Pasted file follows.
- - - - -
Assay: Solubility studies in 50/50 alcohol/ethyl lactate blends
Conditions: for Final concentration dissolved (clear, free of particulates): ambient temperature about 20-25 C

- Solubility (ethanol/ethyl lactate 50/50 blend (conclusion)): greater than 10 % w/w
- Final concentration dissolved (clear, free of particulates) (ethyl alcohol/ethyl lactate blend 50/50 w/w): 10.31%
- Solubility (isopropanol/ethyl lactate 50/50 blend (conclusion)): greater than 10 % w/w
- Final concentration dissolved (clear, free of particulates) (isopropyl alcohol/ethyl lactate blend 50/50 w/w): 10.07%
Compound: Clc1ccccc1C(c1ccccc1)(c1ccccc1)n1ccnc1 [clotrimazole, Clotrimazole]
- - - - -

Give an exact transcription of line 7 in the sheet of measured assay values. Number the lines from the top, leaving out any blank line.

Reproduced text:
Compound: Clc1ccccc1C(c1ccccc1)(c1ccccc1)n1ccnc1 [clotrimazole, Clotrimazole]